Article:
Now ask Kuthiala how many homegrown companies avail of their services and the answer is just one—Wipro. The bottomline appears to be that Indian companies appear to be less concerned about the issue. Kuthiala says diplomatically, “In developing countries like India, general awareness and general OH (occupational health) policies are not as well understood as elsewhere.”
Then again, we found that Indian companies operating in obviously hazardous areas such as mining, drilling, oil extraction, etc., show a high level of concern for their employees’ wellbeing. It’s after all mandatory. As ONGC’s Dr Rawat says, if there are more than 30-40 employees at a location, then training in first aid and a comprehensive first-aid box is mandatory as per the Mines Act. At installations, ONGC always sends a doctor along. In spite of that, the company admits that casualties do happen.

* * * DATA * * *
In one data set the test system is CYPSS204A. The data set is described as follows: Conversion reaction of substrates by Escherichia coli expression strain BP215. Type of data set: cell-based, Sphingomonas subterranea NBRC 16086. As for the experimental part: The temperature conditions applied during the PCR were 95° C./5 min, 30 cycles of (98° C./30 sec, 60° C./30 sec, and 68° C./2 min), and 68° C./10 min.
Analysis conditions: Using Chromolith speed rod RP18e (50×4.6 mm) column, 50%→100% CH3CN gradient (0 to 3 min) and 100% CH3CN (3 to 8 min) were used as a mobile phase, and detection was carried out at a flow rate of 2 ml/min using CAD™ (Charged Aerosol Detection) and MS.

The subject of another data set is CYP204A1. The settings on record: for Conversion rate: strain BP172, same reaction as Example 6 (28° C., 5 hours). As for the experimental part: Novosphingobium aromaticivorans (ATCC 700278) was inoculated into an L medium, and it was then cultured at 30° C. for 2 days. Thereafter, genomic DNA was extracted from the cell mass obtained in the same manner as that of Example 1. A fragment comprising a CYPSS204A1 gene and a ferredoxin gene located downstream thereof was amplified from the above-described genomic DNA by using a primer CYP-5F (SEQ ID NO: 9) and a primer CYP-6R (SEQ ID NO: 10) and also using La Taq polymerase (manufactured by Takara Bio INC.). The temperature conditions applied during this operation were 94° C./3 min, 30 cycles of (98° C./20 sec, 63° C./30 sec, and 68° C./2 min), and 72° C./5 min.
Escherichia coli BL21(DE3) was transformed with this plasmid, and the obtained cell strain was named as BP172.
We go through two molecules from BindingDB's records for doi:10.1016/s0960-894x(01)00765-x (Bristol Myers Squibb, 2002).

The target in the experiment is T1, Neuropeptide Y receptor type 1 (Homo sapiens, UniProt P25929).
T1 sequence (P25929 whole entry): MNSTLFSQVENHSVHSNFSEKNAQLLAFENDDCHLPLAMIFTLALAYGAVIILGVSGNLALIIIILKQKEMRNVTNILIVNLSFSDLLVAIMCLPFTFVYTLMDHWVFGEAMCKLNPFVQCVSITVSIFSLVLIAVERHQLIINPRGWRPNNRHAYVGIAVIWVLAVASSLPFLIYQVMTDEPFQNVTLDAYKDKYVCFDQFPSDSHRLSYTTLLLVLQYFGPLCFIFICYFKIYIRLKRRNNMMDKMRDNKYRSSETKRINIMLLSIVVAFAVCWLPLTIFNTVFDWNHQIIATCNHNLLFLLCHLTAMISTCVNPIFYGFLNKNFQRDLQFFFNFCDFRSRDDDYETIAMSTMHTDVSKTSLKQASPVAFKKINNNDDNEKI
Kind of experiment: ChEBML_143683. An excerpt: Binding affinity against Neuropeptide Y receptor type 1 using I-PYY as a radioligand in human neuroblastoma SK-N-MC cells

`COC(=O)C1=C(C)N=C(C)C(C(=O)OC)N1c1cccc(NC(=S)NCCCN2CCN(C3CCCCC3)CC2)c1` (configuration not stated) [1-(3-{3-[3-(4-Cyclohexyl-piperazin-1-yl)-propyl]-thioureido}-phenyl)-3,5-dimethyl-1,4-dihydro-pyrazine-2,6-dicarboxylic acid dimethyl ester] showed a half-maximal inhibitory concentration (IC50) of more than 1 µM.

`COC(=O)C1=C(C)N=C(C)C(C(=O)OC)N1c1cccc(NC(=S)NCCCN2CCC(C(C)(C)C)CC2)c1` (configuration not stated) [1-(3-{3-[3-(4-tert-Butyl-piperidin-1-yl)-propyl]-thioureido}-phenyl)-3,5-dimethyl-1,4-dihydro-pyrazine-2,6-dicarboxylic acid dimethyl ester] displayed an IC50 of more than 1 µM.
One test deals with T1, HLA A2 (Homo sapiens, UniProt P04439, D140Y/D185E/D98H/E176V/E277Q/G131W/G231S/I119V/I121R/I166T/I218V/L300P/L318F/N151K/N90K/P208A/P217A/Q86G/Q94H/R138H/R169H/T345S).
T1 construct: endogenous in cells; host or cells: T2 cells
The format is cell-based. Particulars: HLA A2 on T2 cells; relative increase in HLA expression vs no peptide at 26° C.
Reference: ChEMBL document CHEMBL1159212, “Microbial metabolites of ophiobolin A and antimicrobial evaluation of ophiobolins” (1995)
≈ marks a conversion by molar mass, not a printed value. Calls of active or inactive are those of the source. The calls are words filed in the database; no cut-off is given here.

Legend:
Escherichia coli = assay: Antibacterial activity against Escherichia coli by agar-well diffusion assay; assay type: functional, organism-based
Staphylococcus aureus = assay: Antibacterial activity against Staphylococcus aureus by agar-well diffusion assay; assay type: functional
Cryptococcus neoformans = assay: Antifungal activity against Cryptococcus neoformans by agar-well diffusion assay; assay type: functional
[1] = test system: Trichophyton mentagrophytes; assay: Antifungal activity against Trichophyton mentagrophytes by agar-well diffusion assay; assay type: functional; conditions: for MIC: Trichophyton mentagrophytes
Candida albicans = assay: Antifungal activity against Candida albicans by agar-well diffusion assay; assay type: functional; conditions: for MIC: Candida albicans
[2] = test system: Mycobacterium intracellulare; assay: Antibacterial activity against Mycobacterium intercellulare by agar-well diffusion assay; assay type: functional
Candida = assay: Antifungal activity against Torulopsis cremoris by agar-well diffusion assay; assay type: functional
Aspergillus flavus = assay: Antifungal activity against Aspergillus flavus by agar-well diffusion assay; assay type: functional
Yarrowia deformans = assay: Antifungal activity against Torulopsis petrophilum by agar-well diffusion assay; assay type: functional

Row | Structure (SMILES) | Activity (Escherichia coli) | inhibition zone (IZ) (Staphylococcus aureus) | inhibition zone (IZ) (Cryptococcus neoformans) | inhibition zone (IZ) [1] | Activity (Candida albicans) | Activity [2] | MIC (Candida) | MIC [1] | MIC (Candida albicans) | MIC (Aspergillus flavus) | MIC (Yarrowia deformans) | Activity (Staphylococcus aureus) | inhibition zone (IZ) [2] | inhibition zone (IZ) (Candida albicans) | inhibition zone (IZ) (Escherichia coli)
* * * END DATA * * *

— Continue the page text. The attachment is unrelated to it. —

The mandatory vaccination requirement for any country is strictly followed by most travellers—yellow fever for countries where it is endemic, and so on. Certain countries like Uzbekistan and Syria require that anyone staying for more than 15 days has to produce a recent HIV test certification. But there are several optional shots that many travellers default on—either through ignorance or carelessness. For instance, a tetanus shot became part of routine immunization programmes in most countries only after 1961 (in India this happened as late as 1981), so people born before that year may never have been vaccinated. Besides, revaccination is advised every 10 years.
Says Dr Chatterjee: “Optional vaccines like those for flu are recommended for those who travel regularly. They should also be up to date on Hepatitis B vaccinations. If you travel to South and SE Asia and Eastern Europe, typhoid shots are also recommended.” He suggests checking the status of Hepatitis A antibodies and advises vaccination if negative.